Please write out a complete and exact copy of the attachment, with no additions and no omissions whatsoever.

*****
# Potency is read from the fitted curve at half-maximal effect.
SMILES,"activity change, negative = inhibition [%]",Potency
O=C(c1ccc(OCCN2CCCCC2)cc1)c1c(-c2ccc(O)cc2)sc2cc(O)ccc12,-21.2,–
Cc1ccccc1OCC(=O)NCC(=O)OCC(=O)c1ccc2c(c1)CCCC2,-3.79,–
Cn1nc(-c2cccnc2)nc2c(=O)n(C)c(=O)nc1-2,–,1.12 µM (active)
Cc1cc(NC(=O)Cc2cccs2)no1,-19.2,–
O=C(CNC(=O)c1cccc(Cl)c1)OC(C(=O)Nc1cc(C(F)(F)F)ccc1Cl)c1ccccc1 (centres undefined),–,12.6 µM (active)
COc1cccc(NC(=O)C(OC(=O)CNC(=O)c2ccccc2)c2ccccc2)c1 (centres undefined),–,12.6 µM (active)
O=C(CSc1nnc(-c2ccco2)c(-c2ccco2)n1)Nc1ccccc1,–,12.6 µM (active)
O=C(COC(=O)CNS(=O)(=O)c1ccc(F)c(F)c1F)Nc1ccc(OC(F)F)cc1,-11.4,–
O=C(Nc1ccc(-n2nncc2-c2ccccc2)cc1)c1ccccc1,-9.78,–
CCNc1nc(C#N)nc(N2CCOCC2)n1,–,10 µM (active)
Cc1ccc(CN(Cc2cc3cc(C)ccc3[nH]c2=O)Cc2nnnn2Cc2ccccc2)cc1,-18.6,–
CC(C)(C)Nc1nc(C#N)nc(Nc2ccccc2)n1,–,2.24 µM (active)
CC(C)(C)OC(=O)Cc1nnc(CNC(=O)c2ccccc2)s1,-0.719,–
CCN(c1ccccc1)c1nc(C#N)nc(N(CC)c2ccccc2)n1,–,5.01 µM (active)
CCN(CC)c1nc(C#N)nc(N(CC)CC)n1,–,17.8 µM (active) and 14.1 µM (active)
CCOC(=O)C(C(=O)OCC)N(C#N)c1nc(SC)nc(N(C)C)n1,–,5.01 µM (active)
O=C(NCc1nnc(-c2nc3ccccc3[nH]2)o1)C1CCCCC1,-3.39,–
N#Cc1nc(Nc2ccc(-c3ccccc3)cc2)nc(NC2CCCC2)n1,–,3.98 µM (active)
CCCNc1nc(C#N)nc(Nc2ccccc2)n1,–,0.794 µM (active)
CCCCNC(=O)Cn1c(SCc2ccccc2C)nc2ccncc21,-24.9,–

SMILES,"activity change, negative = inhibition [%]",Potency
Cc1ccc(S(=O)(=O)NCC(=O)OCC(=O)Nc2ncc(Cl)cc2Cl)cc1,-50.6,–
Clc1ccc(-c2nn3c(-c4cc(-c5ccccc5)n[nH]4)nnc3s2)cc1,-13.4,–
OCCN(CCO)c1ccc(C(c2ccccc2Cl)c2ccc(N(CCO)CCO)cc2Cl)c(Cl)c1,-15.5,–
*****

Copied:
# Potency is read from the fitted curve at half-maximal effect.
SMILES,"activity change, negative = inhibition [%]",Potency
O=C(c1ccc(OCCN2CCCCC2)cc1)c1c(-c2ccc(O)cc2)sc2cc(O)ccc12,-21.2,–
Cc1ccccc1OCC(=O)NCC(=O)OCC(=O)c1ccc2c(c1)CCCC2,-3.79,–
Cn1nc(-c2cccnc2)nc2c(=O)n(C)c(=O)nc1-2,–,1.12 µM (active)
Cc1cc(NC(=O)Cc2cccs2)no1,-19.2,–
O=C(CNC(=O)c1cccc(Cl)c1)OC(C(=O)Nc1cc(C(F)(F)F)ccc1Cl)c1ccccc1 (centres undefined),–,12.6 µM (active)
COc1cccc(NC(=O)C(OC(=O)CNC(=O)c2ccccc2)c2ccccc2)c1 (centres undefined),–,12.6 µM (active)
O=C(CSc1nnc(-c2ccco2)c(-c2ccco2)n1)Nc1ccccc1,–,12.6 µM (active)
O=C(COC(=O)CNS(=O)(=O)c1ccc(F)c(F)c1F)Nc1ccc(OC(F)F)cc1,-11.4,–
O=C(Nc1ccc(-n2nncc2-c2ccccc2)cc1)c1ccccc1,-9.78,–
CCNc1nc(C#N)nc(N2CCOCC2)n1,–,10 µM (active)
Cc1ccc(CN(Cc2cc3cc(C)ccc3[nH]c2=O)Cc2nnnn2Cc2ccccc2)cc1,-18.6,–
CC(C)(C)Nc1nc(C#N)nc(Nc2ccccc2)n1,–,2.24 µM (active)
CC(C)(C)OC(=O)Cc1nnc(CNC(=O)c2ccccc2)s1,-0.719,–
CCN(c1ccccc1)c1nc(C#N)nc(N(CC)c2ccccc2)n1,–,5.01 µM (active)
CCN(CC)c1nc(C#N)nc(N(CC)CC)n1,–,17.8 µM (active) and 14.1 µM (active)
CCOC(=O)C(C(=O)OCC)N(C#N)c1nc(SC)nc(N(C)C)n1,–,5.01 µM (active)
O=C(NCc1nnc(-c2nc3ccccc3[nH]2)o1)C1CCCCC1,-3.39,–
N#Cc1nc(Nc2ccc(-c3ccccc3)cc2)nc(NC2CCCC2)n1,–,3.98 µM (active)
CCCNc1nc(C#N)nc(Nc2ccccc2)n1,–,0.794 µM (active)
CCCCNC(=O)Cn1c(SCc2ccccc2C)nc2ccncc21,-24.9,–

SMILES,"activity change, negative = inhibition [%]",Potency
Cc1ccc(S(=O)(=O)NCC(=O)OCC(=O)Nc2ncc(Cl)cc2Cl)cc1,-50.6,–
Clc1ccc(-c2nn3c(-c4cc(-c5ccccc5)n[nH]4)nnc3s2)cc1,-13.4,–
OCCN(CCO)c1ccc(C(c2ccccc2Cl)c2ccc(N(CCO)CCO)cc2Cl)c(Cl)c1,-15.5,–